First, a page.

The Ice Age Trail is not yet complete. One step in completing the Trail, and one of our goals, is permanently protecting the land.
What does permanent protection mean?
Protecting the entire Ice Age Trail requires more than 1,000 land transactions to fill the current gaps in the Trail.
The Ice Age Trail Alliance is a land trust accredited by the Land Trust Accreditation Commission. This means we complete land transactions and own land and conservation easements that protect the Trail. We also work with our state and federal agency partners, counties, local communities and other land trusts to protect land for the Trail.
Tools for protecting the Ice Age Trail
With your support, we are able to use a variety of tools to secure permanent protection for the Trail. The Alliance protects the Trail by acquiring:
- Conservation easements
- Trail easements
When land is acquired, we (or one of our partners) become the owner of the property. On a private property that hosts the Trail, an easement allows the landowner to keep ownership while protecting the route of the Trail and, in many cases, the land surrounding it.
The 3 land protection options above can take place as a purchase by the Alliance or as a donation or reduced-price sale. Donations and reduced-price sales are often tax deductible for the donor.
There are many other options for working with landowners to protect the Trail. We accept donations of real estate that help us meet our mission. Leaving land to the Alliance as part of an estate plan is another option for landowners.
Managing the land
Permanent protection of the Ice Age Trail also involves the responsible management of land that we own or hold easements on. We regularly manage and monitor our properties. This includes activities such as:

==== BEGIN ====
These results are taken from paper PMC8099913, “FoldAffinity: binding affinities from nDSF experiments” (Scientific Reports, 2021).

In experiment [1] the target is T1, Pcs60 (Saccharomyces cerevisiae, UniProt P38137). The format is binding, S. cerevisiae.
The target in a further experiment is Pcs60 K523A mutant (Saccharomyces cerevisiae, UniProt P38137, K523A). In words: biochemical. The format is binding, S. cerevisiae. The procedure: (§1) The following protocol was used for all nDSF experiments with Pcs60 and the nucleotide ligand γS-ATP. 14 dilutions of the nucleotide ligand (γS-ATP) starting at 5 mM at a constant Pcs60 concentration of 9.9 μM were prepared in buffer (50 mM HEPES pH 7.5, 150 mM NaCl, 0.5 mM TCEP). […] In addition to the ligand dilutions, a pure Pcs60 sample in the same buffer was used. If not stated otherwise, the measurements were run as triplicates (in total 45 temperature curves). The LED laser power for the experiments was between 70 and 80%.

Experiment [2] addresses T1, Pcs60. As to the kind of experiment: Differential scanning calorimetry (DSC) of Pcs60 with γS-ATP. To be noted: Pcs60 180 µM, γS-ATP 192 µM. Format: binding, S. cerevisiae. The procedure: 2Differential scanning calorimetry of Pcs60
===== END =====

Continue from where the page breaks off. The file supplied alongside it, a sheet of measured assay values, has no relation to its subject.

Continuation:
- Building new Ice Age Trail, parking areas, dispersed camping areas and loop trails
- Managing the impacts of invasive species
- Monitoring properties that have easements
- Marking property boundaries
- Restoring native landscapes
- Keeping properties clean of litter
We also coordinate with landowners who are doing this work on private property across which the Ice Age Trail travels. An example is the Swamplovers Foundation, which manages land that hosts a portion of the Table Bluff Segment in Dane County.
Are you a landowner interested in preserving your land?
We’d love to have you involved. If your land is on or near the route of the Trail, we may be able to work with you to protect the property. If the land is not near the Trail, there may be an opportunity for a donation that would benefit the Ice Age Trail and generations of its users.
For more information, please contact Director of Land Conservation Kevin Thusius at firstname.lastname@example.org or (800) 227-0046.